Toronto Child-Care Provider Cuts Staff Raises Amid Ontario Funding Issues

Alana Powell at work

A major child-care provider in Toronto is cutting staff raises, blaming Ontario’s funding approach to the national $10-a-day program. The Learning Enrichment Foundation (LEF), overseeing 25 centres in the city, informed parents via letter about the decision, citing the funding formula as jeopardizing the sector.

According to the foundation, the current funding fails to cover the necessary wages and expenses for quality child care. This shortfall has led many operators, including LEF, into deficit, prompting tough decisions like wage reductions.

Peter Frampton, executive director, explained that initially raising wages to $30 an hour helped with staffing challenges. However, funding depletion forced LEF to backtrack, reducing wages by $2.32 per hour. Frampton acknowledged the staff’s understanding amidst the difficult situation.

He expressed hope that future adjustments to the funding formula might reverse the wage cuts. Other child-care providers, like the YMCA, have also warned of potential closures unless the funding model reflects actual operational costs rather than just revenue replacement.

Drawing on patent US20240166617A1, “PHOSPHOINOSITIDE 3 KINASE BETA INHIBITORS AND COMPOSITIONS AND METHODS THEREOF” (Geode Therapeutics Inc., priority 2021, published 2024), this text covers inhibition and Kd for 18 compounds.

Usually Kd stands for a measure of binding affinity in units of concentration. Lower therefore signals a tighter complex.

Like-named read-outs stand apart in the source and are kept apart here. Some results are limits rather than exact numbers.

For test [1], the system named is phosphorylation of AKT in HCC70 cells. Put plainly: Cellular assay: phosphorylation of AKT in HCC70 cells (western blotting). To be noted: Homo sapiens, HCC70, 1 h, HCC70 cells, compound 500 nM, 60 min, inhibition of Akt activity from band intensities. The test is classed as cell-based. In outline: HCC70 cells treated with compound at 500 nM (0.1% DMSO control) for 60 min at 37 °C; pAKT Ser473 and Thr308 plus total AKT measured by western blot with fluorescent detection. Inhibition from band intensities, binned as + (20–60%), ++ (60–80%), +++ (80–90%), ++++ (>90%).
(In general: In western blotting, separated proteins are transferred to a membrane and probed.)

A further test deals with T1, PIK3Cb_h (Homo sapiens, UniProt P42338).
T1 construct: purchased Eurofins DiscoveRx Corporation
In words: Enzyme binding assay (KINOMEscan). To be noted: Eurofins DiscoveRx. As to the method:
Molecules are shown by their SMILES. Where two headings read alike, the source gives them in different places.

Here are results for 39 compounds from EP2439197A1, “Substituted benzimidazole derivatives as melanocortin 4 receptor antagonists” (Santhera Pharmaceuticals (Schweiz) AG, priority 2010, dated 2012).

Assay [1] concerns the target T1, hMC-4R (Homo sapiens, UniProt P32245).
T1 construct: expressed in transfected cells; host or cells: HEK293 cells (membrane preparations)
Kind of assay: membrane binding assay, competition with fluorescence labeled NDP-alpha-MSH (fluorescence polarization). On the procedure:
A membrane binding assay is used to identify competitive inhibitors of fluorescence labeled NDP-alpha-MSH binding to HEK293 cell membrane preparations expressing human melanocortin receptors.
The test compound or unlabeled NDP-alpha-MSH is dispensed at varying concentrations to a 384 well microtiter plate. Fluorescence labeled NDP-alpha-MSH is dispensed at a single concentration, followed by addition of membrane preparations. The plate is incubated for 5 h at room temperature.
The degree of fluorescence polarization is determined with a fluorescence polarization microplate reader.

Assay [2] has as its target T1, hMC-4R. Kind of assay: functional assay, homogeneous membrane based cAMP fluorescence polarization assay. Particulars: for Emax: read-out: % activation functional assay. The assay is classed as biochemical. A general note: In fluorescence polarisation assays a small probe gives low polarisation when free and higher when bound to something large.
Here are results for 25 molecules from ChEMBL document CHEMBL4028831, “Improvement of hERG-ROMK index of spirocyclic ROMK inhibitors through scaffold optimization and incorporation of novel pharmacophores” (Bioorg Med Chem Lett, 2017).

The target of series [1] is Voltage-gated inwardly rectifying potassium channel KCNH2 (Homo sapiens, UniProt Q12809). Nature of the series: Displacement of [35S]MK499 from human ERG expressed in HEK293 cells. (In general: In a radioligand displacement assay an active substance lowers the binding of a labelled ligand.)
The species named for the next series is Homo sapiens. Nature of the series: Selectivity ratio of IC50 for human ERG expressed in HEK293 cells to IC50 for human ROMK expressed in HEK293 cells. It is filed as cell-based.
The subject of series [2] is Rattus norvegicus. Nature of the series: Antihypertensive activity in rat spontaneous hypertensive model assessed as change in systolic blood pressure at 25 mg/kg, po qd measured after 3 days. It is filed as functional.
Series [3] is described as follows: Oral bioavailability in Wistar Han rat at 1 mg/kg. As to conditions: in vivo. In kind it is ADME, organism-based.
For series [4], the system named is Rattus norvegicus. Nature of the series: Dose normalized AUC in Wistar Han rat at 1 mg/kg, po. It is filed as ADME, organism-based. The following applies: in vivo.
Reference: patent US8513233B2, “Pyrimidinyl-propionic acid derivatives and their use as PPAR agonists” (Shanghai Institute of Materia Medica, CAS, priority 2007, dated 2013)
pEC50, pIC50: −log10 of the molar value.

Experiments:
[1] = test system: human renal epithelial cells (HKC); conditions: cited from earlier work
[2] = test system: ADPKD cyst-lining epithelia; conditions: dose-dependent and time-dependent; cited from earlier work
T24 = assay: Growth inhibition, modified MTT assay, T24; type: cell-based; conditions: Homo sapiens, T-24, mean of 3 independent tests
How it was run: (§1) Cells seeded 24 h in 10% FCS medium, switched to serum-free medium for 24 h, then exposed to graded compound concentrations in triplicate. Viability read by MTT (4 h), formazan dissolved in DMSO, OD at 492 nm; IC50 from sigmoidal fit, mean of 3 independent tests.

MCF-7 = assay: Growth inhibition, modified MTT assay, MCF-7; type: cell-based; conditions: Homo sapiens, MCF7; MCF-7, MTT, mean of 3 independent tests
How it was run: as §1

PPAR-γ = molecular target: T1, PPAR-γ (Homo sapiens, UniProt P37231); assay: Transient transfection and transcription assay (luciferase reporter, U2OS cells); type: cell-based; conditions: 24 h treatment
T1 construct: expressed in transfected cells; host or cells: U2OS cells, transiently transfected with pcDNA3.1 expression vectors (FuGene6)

The province recently communicated plans for a new funding structure in 2025 but hasn’t disclosed specifics. Child-care centres typically adjust parent fees to cover rising costs, but frozen fees since 2020—mandated by the national plan—haven’t kept pace with current expenses.

Alana Powell from the Association of Early Childhood Educators emphasized the severe impact of wage reductions on ECEs, affecting their ability to cover basic living expenses. She underscored the broader issue of underfunding in child care, where operational costs are often subsidized by low-wage workers.

Despite Ontario setting a wage floor of $23.86 per hour under the $10-a-day program, advocates argue it’s insufficient to address the sector’s needs. Ministry officials have flagged a potential shortfall of 8,500 ECEs by 2026, despite plans to create new child-care spaces.

Ontario has called for increased federal funding to support its efforts under the program. A spokesperson for the federal minister expressed disappointment over the wage cuts and urged Ontario to enhance ECE compensation.

Meanwhile, tensions persist over funding allocations, with Ontario defending its financial support and urging operators to use available resources effectively. The federal government continues to advocate for Ontario to swiftly update its funding model to ensure stability and success in the child-care sector.